The above shows Grub is different before and after a Linux has been booted. In the former the hardware information is supplied by the Bios whereas in the latter Grub gets it from the kernel.

Last edited by saikee; 05-20-2009 at 05:22 AM.
 
Old 05-20-2009, 05:27 AM   #10
syg00
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Quote:
Originally Posted by wreckgar23 View Post
It's clear from saikee's original response that grub should have no problem recognising logical partitions. In my case it does, but these are partitions created by the Ubuntu 9.04 installer.
...
It's not true however to say that I'm using the grub from 2 different "Linux" however - the one on the bootup menu and the one from the terminal are both from 8.04
Ahhh - I hadn't read this closely enough before.
Are the Jaunty (9.04) partitions ext3 (or ext4) ?. If so, they will have been created with the larger inode - you'll (probably) need the grub from Jaunty that has been patched to recognise this.
I bumped into this with Fedora 10 - Intrepid grub couldn't handle it, but Fedora had a patched grub.

Last edited by syg00; 05-20-2009 at 05:28 AM.
 
Old 05-20-2009, 05:30 AM   #11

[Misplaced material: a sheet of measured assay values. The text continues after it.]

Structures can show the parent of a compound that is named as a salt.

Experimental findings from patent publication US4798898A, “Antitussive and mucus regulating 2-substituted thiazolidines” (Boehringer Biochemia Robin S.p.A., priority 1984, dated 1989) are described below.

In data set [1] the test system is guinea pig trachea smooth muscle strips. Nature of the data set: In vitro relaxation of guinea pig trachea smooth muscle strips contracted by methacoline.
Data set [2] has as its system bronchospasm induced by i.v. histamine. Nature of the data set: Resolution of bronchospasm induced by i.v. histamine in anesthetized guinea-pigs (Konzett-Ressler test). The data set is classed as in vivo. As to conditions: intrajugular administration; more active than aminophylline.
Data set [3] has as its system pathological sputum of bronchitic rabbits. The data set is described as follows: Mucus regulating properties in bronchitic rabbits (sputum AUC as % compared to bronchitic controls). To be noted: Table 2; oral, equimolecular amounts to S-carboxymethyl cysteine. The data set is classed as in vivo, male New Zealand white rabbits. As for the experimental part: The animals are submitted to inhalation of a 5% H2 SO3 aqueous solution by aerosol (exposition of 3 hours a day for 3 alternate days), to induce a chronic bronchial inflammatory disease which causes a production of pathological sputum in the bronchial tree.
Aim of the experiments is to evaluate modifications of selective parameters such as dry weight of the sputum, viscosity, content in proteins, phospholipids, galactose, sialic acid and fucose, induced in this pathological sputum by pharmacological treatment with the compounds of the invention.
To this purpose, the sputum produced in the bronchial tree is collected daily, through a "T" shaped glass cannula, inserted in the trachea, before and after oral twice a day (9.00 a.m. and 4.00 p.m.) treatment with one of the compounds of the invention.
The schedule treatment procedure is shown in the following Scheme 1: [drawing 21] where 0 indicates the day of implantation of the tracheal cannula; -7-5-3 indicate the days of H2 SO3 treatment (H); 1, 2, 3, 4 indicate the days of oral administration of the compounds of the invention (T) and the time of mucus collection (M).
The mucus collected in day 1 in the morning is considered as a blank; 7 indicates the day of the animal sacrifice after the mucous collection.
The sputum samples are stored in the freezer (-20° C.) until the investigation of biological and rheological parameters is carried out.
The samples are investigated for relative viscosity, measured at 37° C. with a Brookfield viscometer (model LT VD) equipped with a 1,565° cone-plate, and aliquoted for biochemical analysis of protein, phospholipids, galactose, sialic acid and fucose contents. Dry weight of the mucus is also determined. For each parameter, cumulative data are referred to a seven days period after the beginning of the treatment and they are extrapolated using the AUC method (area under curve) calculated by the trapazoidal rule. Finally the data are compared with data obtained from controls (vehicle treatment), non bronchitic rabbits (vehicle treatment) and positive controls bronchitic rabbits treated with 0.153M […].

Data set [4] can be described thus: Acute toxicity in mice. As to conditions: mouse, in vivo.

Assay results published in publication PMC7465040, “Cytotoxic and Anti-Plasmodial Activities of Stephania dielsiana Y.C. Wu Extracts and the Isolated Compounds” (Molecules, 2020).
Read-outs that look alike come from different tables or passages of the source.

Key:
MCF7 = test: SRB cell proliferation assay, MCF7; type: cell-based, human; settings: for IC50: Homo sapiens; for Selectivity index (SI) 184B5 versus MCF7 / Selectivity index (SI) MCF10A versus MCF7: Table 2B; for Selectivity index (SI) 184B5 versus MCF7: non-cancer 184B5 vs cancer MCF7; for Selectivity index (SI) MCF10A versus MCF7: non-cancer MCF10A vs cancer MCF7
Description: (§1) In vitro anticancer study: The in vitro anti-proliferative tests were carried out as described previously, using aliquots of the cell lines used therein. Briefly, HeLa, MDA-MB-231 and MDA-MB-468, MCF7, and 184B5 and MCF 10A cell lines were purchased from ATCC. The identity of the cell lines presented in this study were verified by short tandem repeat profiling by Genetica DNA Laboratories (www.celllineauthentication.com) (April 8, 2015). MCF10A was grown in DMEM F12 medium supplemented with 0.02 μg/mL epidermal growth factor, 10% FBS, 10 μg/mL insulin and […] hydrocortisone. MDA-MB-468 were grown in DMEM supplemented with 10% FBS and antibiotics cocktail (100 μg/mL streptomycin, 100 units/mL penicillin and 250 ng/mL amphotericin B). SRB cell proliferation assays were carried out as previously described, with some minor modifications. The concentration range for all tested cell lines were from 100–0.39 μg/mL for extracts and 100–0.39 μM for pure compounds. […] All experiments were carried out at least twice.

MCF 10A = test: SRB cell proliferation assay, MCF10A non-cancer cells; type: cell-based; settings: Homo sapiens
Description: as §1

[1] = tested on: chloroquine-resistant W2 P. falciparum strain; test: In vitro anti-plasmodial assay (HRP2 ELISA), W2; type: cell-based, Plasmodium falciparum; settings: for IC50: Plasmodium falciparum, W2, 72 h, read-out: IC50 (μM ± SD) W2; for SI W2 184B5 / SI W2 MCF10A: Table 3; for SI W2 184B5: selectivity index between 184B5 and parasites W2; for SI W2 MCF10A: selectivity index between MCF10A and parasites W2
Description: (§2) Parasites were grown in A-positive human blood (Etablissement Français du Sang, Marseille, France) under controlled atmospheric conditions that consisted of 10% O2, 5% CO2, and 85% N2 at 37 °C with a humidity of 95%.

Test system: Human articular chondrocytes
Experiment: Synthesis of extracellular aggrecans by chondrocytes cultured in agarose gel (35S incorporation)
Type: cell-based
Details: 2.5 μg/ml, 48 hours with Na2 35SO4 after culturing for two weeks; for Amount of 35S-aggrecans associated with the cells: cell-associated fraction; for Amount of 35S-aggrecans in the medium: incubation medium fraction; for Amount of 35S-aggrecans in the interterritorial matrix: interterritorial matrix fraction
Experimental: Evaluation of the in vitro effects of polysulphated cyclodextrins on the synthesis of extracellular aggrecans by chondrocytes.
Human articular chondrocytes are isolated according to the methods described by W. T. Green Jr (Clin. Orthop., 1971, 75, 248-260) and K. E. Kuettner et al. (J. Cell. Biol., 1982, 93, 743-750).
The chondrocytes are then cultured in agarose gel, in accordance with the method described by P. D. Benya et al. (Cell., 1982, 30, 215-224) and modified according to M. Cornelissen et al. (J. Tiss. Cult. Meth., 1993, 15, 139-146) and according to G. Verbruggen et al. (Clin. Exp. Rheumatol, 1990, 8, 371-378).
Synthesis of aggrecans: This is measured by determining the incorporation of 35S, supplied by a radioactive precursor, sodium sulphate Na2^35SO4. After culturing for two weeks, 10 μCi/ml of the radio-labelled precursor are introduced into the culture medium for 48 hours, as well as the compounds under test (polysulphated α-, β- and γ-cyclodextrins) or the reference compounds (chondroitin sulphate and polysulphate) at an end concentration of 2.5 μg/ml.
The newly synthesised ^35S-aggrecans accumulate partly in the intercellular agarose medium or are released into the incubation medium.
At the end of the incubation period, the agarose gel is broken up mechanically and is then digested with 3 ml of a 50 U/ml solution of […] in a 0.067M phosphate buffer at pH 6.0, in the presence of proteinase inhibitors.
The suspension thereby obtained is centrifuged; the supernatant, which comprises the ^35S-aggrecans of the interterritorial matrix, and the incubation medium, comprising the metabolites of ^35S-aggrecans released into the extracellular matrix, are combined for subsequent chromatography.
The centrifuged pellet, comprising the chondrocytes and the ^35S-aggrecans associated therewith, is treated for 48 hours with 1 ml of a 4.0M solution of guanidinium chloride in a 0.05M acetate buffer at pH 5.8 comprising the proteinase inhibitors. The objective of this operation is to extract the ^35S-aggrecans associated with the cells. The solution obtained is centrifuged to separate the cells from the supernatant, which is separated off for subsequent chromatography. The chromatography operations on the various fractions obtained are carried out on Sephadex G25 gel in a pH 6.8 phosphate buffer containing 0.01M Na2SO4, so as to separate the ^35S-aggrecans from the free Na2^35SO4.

wreckgar23
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From the terminal

Code:
grub> geometry (hd1)
drive 0x81: C/H/S = 38913/255/63, The number of sectors = 625142448, /dev/sdb
   Partition num: 0,  Filesystem type is ext2fs, partition type 0x83
   Partition num: 4,  Filesystem type is ext2fs, partition type 0x83
   Partition num: 5,  Filesystem type unknown, partition type 0x82
   Partition num: 6,  Filesystem type unknown, partition type 0x82
From the bootup menu

Code:
grub> geometry (hd1)
   drive 0x81: C/H/S = 1024/255/63, The number of sectors = 625142448, LBA
Partition num: 0,  Filesystem type is ext2fs, partition type 0x83
I've marked the differences, but don't know what they mean yet!
 
Old 05-20-2009, 05:50 AM   #12
wreckgar23
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Thanks syg00. I wonder if I end up with a chicken-and-egg type situation here though. Jaunty was installed to the logical partition that its installer created. I had to revert to Hardy's grub because I would get grub error 5 at stage 1.5, which is the same behaviour I get now if I try to load Jaunty from the boot menu ie. the logical partition it resides on can't be recognised at bootup.

I'm assuming that the Jaunty installer has given me a version of grub that can recognise the file systems it has created! It's on a logical partition, though, and I can only rely upon the primary partition for now.

Hopefully I can just copy the grub directory over from the logical to the physical partition. I should first verify with the liveCD that the Jaunty installer has created ext4 filesystems - as seems likely.